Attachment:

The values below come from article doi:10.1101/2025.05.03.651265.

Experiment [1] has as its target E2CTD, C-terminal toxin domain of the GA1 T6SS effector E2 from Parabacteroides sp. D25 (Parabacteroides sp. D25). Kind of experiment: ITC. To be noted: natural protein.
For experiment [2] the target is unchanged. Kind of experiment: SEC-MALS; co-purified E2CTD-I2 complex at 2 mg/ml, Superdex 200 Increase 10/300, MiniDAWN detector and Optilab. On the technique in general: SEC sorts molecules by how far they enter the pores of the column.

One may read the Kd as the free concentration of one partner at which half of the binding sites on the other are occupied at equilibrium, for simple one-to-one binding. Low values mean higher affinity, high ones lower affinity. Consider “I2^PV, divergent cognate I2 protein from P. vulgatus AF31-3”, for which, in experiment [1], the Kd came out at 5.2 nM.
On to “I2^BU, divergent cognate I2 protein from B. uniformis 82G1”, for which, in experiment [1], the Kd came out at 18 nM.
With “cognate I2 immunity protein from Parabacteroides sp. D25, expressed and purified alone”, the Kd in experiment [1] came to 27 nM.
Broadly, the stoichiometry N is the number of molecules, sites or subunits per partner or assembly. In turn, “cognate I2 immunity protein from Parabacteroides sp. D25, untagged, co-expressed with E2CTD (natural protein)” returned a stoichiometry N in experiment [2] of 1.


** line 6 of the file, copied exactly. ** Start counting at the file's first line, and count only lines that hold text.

With “cognate I2 immunity protein from Parabacteroides sp. D25, expressed and purified alone”, the Kd in experiment [1] came to 27 nM.